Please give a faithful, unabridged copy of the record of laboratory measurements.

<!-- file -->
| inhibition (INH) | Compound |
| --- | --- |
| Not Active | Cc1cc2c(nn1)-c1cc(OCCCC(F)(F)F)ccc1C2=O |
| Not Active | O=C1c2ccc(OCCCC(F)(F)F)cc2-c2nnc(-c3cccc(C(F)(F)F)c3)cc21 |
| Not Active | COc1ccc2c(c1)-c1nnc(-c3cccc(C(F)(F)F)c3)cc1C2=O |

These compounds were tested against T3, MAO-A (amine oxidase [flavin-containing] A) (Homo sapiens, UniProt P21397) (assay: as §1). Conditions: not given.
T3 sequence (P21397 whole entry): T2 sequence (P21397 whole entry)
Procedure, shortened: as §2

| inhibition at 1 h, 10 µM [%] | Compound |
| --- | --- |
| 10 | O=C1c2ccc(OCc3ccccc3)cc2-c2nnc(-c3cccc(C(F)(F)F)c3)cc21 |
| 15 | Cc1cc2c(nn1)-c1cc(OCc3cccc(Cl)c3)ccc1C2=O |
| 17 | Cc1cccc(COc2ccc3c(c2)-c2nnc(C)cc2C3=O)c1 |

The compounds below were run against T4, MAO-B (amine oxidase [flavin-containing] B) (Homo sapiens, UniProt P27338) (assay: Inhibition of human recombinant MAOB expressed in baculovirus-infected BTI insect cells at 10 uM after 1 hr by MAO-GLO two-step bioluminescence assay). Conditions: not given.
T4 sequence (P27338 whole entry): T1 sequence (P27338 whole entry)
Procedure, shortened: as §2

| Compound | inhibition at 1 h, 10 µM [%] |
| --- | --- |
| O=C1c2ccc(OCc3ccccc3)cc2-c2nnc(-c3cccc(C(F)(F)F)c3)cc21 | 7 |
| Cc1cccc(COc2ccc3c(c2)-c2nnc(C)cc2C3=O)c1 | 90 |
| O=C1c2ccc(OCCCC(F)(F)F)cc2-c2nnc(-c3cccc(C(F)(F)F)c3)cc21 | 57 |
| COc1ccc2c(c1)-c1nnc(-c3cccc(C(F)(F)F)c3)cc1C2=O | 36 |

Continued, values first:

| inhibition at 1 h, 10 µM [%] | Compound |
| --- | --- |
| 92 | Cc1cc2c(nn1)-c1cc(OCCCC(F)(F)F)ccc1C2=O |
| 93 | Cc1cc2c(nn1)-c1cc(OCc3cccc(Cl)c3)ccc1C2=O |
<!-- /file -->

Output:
| inhibition (INH) | Compound |
| --- | --- |
| Not Active | Cc1cc2c(nn1)-c1cc(OCCCC(F)(F)F)ccc1C2=O |
| Not Active | O=C1c2ccc(OCCCC(F)(F)F)cc2-c2nnc(-c3cccc(C(F)(F)F)c3)cc21 |
| Not Active | COc1ccc2c(c1)-c1nnc(-c3cccc(C(F)(F)F)c3)cc1C2=O |

These compounds were tested against T3, MAO-A (amine oxidase [flavin-containing] A) (Homo sapiens, UniProt P21397) (assay: as §1). Conditions: not given.
T3 sequence (P21397 whole entry): T2 sequence (P21397 whole entry)
Procedure, shortened: as §2

| inhibition at 1 h, 10 µM [%] | Compound |
| --- | --- |
| 10 | O=C1c2ccc(OCc3ccccc3)cc2-c2nnc(-c3cccc(C(F)(F)F)c3)cc21 |
| 15 | Cc1cc2c(nn1)-c1cc(OCc3cccc(Cl)c3)ccc1C2=O |
| 17 | Cc1cccc(COc2ccc3c(c2)-c2nnc(C)cc2C3=O)c1 |

The compounds below were run against T4, MAO-B (amine oxidase [flavin-containing] B) (Homo sapiens, UniProt P27338) (assay: Inhibition of human recombinant MAOB expressed in baculovirus-infected BTI insect cells at 10 uM after 1 hr by MAO-GLO two-step bioluminescence assay). Conditions: not given.
T4 sequence (P27338 whole entry): T1 sequence (P27338 whole entry)
Procedure, shortened: as §2

| Compound | inhibition at 1 h, 10 µM [%] |
| --- | --- |
| O=C1c2ccc(OCc3ccccc3)cc2-c2nnc(-c3cccc(C(F)(F)F)c3)cc21 | 7 |
| Cc1cccc(COc2ccc3c(c2)-c2nnc(C)cc2C3=O)c1 | 90 |
| O=C1c2ccc(OCCCC(F)(F)F)cc2-c2nnc(-c3cccc(C(F)(F)F)c3)cc21 | 57 |
| COc1ccc2c(c1)-c1nnc(-c3cccc(C(F)(F)F)c3)cc1C2=O | 36 |

Continued, values first:

| inhibition at 1 h, 10 µM [%] | Compound |
| --- | --- |
| 92 | Cc1cc2c(nn1)-c1cc(OCCCC(F)(F)F)ccc1C2=O |
| 93 | Cc1cc2c(nn1)-c1cc(OCc3cccc(Cl)c3)ccc1C2=O |